William Isaac, a Bryan native and chairman of Fifth Third Bancorp, says the country's fiscal problems could lead to inflation. He says he's uncertain what it will take to resolve a looming fiscal crisis.
Government regulators are so focused on creating jobs to restore the economy that they may be oblivious to a potential return of inflation, a former top federal official and the current chairman of Fifth Third Bancorp said Wednesday in Toledo.
William Isaac, a Bryan native and chairman of the Federal Deposit Insurance Corp. from 1981 to 1985, said conditions today are similar to the 1970s when the country headed into a period of double-digit inflation.
While efforts are geared to prevent a double-dip recession, it's possible the country could end up with that, plus inflation, he said.
In the 1970s, the country had "irresponsible fiscal polices," accommodative monetary polices, and increasing agricultural exports -- all of which exist today, Mr. Isaac said.
He was in Toledo to discuss America's financial crisis during a public business forum at the Toledo Club downtown and he is to speak at an event in Bryan Friday.
"The only thing holding us back right now, a little bit, is the fact that there are a lot of people out of work.
And people are scared, so there's not as much spending and investment going on right now," he said.
"I don't know how much longer we can keep inflation under control in light of the fiscal policies we are pursuing."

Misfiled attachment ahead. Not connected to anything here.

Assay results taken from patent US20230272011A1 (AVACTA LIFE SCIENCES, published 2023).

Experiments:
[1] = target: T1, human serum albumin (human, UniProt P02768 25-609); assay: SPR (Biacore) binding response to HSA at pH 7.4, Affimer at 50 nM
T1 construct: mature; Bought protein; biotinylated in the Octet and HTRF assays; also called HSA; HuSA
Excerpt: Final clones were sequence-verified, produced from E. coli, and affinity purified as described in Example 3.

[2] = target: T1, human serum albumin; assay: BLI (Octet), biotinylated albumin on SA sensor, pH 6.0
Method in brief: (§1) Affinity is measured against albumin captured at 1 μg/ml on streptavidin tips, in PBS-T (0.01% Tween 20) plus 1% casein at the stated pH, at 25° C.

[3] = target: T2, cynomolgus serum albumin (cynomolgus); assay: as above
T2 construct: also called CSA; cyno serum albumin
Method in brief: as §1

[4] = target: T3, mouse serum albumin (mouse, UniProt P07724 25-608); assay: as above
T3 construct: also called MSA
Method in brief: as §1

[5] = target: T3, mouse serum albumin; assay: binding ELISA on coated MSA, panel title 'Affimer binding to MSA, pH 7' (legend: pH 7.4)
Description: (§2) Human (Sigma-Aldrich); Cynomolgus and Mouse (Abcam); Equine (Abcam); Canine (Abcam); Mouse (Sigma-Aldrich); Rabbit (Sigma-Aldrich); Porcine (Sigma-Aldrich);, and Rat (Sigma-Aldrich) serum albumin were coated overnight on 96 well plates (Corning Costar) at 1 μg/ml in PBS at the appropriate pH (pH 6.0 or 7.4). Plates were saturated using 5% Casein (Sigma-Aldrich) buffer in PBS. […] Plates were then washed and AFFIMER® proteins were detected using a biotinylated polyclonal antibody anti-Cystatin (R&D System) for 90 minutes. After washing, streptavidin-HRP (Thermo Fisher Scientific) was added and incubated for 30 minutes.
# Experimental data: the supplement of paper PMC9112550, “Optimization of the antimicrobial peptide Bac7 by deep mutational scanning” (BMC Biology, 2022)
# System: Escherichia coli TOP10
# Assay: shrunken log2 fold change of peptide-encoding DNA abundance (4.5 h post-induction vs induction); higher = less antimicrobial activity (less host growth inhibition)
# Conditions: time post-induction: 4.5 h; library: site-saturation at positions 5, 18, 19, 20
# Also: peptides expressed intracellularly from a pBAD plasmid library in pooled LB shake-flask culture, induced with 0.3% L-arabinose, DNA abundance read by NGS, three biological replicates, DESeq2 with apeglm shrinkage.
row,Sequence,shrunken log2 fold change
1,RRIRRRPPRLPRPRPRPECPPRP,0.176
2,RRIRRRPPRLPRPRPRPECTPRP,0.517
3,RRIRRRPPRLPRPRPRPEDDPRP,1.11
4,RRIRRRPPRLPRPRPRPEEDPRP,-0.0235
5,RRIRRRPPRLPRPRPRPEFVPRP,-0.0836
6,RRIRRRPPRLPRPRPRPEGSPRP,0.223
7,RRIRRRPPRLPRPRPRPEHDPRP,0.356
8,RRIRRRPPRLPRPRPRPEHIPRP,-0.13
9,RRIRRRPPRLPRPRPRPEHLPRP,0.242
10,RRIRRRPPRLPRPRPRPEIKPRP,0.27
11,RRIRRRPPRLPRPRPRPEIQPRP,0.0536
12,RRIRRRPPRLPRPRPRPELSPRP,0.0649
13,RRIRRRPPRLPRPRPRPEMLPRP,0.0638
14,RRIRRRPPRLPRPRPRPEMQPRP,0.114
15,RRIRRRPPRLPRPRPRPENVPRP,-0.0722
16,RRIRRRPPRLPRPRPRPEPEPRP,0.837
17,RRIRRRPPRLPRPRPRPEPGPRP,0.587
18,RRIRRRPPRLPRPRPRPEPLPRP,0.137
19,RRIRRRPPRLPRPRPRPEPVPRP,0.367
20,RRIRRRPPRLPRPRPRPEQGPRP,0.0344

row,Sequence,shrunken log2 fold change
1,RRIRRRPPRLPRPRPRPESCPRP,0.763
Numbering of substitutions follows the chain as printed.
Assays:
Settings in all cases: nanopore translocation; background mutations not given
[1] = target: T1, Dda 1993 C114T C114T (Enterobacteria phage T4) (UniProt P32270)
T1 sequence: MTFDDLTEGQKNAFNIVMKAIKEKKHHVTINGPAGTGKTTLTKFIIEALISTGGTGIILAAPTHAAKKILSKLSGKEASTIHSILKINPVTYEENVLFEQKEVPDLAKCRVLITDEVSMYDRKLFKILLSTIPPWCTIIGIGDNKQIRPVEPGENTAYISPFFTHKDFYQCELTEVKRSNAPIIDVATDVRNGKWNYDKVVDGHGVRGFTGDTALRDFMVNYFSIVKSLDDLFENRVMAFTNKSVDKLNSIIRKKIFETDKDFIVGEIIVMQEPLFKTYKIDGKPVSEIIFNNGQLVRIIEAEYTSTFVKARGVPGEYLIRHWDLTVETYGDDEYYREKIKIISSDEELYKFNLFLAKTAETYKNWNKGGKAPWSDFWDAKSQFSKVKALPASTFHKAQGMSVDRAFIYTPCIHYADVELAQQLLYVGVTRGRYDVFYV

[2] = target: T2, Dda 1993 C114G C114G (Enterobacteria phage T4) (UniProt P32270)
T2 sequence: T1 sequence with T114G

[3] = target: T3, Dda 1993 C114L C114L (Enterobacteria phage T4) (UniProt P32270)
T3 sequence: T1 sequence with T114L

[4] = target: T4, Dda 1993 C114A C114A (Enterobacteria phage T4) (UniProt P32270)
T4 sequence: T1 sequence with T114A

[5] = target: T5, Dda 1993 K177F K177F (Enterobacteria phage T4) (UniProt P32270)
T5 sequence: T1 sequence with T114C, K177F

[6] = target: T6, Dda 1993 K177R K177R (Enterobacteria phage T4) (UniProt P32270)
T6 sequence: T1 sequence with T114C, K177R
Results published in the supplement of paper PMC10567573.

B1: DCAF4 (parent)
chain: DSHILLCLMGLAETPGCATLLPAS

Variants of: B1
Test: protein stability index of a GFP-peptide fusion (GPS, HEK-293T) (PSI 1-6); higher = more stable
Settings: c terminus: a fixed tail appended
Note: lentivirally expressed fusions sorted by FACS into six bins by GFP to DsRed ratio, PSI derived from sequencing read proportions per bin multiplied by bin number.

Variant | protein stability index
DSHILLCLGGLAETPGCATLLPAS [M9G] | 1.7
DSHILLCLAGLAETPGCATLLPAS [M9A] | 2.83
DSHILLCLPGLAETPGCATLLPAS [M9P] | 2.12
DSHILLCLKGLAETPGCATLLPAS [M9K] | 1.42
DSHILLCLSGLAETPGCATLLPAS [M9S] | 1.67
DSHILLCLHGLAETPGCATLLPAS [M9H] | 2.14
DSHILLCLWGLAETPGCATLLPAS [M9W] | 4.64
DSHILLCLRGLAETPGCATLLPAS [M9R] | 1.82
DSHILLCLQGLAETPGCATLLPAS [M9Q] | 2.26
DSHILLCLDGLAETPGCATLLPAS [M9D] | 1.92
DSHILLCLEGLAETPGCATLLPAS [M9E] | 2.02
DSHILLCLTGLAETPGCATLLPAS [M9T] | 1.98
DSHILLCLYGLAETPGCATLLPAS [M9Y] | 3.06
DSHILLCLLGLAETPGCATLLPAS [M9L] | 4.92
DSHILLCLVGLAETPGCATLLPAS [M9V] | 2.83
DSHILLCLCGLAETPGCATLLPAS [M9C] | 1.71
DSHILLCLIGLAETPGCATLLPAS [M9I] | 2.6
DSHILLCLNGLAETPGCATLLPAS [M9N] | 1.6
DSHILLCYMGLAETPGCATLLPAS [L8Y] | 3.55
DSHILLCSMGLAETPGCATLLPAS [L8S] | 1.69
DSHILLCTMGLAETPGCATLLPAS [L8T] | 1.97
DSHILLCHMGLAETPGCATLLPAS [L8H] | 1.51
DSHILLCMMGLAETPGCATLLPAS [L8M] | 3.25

The head of Fifth Third said he is uncertain what it will take to get elected officials to resolve a looming fiscal crisis "with a growing $14 trillion debt and no end in sight."
The government's handling of the 2008 financial crisis and the resulting $700 billion Troubled Asset Relief Plan did not inspire a lot of confidence, Mr. Isaac noted.
"It was a horribly bad thing and we're going to pay the price for years to come," he said.
"The banks are paying a huge price politically."
He called the bailout program as structured unnecessary, though he conceded some banks needed money. His borrowed $3.4 billion, and repaid it this year.
Fifth Third, like other banks, had bad loan problems and had to increase its write-offs.
Now its capitalization level and its reserves for loan losses are strong, he said.
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